College student contemplates her future career choices

Advice For Parents with Young Adult Child Asking: “What Do I Want To Do With My Life?”

You’re a parent with a struggling soon-to-be college student. On a conference call with colleagues the infamous, “How are your kids?” takes over the conversation. The weight on your shoulders lightens—your family is not alone in dealing with a senior in high school overwhelmed with choices. You hear about a college-age daughter struggling to find her academic and/or career path.

It’s a common theme: A young adult enters college thinking he or she knows exactly what they want to do, only to change their mind. Credits are forfeited, money is lost. And no matter who foots the bill, frustration and anxiety mount—for the student, and you, the parent. For parents of high school upperclassmen, it’s an equally crazy time. College visits, no college visits. Late nights all around.

Our current generation of young people was raised with the confidence that they can do anything and be extraordinary. While great in theory, it can also cause people to falter. Coupled with today’s infinite choices of colleges and careers, kids are totally overwhelmed. With endless scenarios and skill sets, there’s certainly no one-path fits all.

But that’s ok! What’s important is to help each and every young adult find the path that’s best for them—from the average student, to the struggling student, to the student so smart (with so many options and interests) that he or she is completely confused on what path to pursue. It is possible for our kids to be happy, successful members of society

But that doesn’t mean parents aren’t at wit’s end with the process, especially if it isn’t working! Balancing one’s desire to probe with your child’s wish to figure things out alone becomes walking a tightrope. What can parents do before the stressful uncertainty, confusion and flip-flopping sets in?

Helping pre-college, college and post-college young adults identify their strengths, interests, passions and opportunities—before they start down a path—is key. These attributes are crucial components that reveal the inner-makings of an individual. When brought to the forefront early on, you can almost guarantee an individual will be on the best course from the get-go. Think of the time, dollars and anxiety saved.

Study after study shows that people have a much greater chance of succeeding when they are earning a degree or working in a career or trade that makes use of their strengths and passions. Helping a young person discover their best self will boost their confidence and help give them the strength to make substantiated, life-changing choices.

Parents and kids, however, need the right tools, coupled with appropriate guided advice. I know because I didn’t have it. I started school with plans to be a physician. I had no back-up plan, despite my many talents. When being a doctor no longer interested me, I didn’t know where to turn or what to do. My confusion caused an unbelievable amount of stress. I wasted a lot of time and money. I took assessments but didn’t understand the results. That part was missing.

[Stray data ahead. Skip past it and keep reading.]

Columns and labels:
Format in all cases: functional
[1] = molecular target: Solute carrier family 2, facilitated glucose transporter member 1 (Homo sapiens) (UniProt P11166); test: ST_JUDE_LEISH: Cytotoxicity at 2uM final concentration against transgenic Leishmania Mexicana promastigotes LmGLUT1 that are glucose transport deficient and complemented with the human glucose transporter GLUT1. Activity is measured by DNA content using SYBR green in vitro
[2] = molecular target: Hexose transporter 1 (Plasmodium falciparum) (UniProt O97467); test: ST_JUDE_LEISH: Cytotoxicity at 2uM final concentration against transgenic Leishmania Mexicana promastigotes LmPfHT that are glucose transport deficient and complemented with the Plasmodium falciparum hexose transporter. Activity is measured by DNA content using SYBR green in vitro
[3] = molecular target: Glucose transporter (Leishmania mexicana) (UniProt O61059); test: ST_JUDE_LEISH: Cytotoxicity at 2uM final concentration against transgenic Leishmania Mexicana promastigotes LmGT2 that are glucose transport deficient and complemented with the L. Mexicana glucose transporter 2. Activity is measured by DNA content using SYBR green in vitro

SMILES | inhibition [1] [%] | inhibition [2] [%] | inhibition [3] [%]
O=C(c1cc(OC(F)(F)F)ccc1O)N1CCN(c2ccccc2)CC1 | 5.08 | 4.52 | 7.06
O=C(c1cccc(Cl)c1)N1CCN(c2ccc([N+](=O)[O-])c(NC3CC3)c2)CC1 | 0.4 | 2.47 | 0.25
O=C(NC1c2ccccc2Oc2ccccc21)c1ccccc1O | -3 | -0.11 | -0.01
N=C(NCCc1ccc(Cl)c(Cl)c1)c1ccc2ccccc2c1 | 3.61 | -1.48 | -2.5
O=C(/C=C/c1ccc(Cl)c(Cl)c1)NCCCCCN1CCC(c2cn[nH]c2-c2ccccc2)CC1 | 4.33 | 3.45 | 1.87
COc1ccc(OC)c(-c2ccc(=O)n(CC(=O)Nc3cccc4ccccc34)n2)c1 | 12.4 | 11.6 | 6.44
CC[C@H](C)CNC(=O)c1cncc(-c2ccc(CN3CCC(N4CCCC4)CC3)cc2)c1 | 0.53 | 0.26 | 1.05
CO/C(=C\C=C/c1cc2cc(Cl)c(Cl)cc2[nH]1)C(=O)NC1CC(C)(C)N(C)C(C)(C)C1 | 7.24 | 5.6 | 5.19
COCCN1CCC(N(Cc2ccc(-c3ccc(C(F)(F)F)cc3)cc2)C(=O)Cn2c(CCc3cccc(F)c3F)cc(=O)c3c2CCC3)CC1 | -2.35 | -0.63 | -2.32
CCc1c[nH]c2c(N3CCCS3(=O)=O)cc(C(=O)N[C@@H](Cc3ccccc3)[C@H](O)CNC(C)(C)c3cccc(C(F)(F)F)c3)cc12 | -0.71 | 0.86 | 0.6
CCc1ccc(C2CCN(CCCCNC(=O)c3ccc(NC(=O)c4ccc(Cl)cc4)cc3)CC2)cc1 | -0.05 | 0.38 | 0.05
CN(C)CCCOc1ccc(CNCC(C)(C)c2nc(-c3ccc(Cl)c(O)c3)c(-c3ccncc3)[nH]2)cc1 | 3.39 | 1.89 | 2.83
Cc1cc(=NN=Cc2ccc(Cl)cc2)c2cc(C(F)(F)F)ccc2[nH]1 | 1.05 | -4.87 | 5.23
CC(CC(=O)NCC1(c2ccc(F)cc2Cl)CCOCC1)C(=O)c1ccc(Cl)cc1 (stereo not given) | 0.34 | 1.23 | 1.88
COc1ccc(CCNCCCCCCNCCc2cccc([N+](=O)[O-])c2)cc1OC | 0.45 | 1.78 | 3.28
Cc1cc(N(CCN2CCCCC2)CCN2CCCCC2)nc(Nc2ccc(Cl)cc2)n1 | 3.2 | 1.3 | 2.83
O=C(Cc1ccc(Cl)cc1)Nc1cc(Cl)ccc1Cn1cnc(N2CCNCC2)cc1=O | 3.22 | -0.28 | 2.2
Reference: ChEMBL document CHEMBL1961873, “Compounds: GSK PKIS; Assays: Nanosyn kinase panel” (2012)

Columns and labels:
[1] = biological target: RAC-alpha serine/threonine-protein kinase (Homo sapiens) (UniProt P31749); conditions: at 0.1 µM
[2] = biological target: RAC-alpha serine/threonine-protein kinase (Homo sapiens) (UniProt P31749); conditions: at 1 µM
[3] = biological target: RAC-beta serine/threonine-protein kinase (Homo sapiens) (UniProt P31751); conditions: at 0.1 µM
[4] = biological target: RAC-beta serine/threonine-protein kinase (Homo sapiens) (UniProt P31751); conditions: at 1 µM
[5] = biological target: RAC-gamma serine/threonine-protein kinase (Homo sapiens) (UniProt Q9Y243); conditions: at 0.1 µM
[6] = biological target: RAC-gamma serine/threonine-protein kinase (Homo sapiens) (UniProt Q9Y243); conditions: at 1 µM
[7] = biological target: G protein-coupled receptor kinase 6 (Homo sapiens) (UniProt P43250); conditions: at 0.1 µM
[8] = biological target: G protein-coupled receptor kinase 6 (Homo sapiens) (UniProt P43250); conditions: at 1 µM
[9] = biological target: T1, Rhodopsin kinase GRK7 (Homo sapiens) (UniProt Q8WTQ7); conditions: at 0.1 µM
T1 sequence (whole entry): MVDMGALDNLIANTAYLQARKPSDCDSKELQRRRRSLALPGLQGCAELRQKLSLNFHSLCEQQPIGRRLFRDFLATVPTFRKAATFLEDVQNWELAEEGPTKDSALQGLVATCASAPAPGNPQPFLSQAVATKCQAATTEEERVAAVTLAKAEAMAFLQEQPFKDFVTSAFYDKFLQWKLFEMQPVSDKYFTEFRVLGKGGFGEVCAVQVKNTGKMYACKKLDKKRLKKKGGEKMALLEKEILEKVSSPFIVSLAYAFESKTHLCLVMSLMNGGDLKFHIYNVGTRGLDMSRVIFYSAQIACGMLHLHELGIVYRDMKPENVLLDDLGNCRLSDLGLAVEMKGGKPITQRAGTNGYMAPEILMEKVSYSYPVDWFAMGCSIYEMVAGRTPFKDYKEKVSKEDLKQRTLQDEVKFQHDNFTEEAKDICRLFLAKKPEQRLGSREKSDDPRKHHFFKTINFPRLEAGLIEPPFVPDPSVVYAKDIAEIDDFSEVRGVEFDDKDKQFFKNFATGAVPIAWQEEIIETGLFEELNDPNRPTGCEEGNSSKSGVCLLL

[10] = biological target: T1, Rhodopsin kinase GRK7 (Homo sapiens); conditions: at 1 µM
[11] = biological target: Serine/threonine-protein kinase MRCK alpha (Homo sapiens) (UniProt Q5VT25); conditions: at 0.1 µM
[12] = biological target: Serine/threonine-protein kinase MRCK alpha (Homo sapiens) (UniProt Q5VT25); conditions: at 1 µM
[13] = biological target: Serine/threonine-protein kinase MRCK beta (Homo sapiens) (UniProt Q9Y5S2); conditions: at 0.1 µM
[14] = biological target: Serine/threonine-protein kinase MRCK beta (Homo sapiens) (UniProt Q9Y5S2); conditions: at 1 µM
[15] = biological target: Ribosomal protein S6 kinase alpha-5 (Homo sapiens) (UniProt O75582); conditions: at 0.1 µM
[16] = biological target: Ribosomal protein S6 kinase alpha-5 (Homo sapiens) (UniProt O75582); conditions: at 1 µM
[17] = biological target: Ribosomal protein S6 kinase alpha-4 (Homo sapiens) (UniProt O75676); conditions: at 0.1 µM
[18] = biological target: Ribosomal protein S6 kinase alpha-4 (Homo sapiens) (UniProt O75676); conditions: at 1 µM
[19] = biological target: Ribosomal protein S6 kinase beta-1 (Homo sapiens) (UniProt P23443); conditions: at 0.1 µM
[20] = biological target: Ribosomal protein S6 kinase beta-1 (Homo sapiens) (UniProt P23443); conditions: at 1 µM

Whether it’s a guidance counselor, an experienced family member or a trained professional, work with someone who can help your child identify their personality attributes and innate behaviors.

But also take it one step further. Be sure someone helps them understand their likes and dislikes, dreams and passions, past work and academic experiences. Take it all into account. With the right tools and proper guidance, you can get a list of career options and a path for those careers.

A young person can also get a better understanding of what jobs they are best qualified for and would likely be happy doing. Share the results with your school counselor; it can even help with class choices. Think of the time saved if your son or daughter had a better understanding of educational requirements, job descriptions, and salary and job market information.

There’s nothing wrong with creating a competitive edge, either. Use the results with coaches or intern and/or apprentice opportunities. One can even provide the information to a prospective employer as part of an interview. Arm them with psychologically validated information that may help get a young person accepted to an academic or professional opportunity. Knowledge is power, after all.


About the Author:

Sissy Ruhl is co-founder and director of consulting at Trailhead Consulting, LLC,, a consulting company that helps young adults better understand their strengths, opportunities, and passions. The outcome of their program provides clients with the advantage of knowing which academic and/or career choices will lead to success, happiness, and fulfillment.